From Targhee, you can access some great intermediate backcountry terrain from the top of the Dreamcatcher or Sacajawea Lifts. Mary’s Nipple, accessed from the top of Dreamcatcher, starts with a short 650-foot bootpack with opportunities to ski back into the resort or down into Teton Canyon. Noodle Ridge is a fun, mellow tour, with options to ski multiple short laps before re-entering back into the resort.
Aprés Select: Trap Bar
It’s my firm belief that you can’t visit Targhee without a plate of the Trap Bar’s famous Wydaho Nachos. Waffle fries replace tortilla chips, piled high with a generous helping of cheese, beans, guac, salsa — you name it.
Advice for Visiting the Tetons
Depending on where you’re traveling from, the Tetons make for a great long weekend or week-long trip in the winter. If you’re close enough, road tripping to Jackson is your best bet. Unless you’re traveling from town to Jackson Hole Mountain Resort, public transportation is limited so you’ll want to have a vehicle to get around.
Flights are limited and expensive to the Jackson Hole airport, but if you can score one that falls within your budget, it’s well worth it. The Jackson Hole airport is the only airport inside a national park — snag a window seat and scope your line from the plane before touchdown.
The best time to backcountry ski in the Tetons
Jackson Hole Mountain Resort is open from Thanksgiving through the second week of April and is typically crowded until closing day thanks to the resort’s 459 inches of average snowfall. I find that February and March are both great months for backcountry skiing in the Tetons, as coverage can still be a little spotty in January. March often has the most snowfall and less crowds than January and February, as long as you can dodge spring breakers.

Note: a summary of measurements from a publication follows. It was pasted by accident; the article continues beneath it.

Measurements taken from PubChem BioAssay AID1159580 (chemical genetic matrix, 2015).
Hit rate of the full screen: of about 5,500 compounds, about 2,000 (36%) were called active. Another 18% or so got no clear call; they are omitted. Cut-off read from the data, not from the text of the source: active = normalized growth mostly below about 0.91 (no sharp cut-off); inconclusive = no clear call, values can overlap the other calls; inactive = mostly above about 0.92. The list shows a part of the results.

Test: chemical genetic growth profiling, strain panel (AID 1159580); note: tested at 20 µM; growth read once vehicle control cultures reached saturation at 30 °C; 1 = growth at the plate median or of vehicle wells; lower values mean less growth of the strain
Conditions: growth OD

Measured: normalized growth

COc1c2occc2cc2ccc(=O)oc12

Early season, Teton Pass is usually the first backcountry spot to be skiable thanks to the fact that you can park on top of the pass at 8,341 feet. Skiing in the national park usually gets going mid to late January. If you’re looking to do some spring mountaineering, Grand Teton National Park is just about the best place in the world to be from early to mid-April. A permit is not required to ski in the Tetons.
Weather and Avalanche Forecasts
Optional (but encouraged) reading: Teton guide books
Teton Pass Backcountry Guide (2016), a detailed guide for skiing on the Pass with images and detailed information on trailhead, mileage, and elevation.
Jackson Hole Ski Atlas (2010), is a photo collection of the popular ski areas in the Jackson Hole area. It’s a useful tool to get oriented for the first time and a helpful reference to keep on hand while planning tours.
The Black Book (2009), by Conor Miller, features aerial shots of ski lines from Grand Teton National Park. No beta or labels are provided, just drool-worthy shots of ski lines that aren’t always easy to spot from the road.
Want to learn more about backcountry skiing in the Tetons? AMGA ski guides Rebecca Yaguda and Betsey Monero take a deep dive into everything you want to know in their 57hours Adventure Talk. Plus, learn what makes the Tetons the perfect venue for a deep powder ski camp: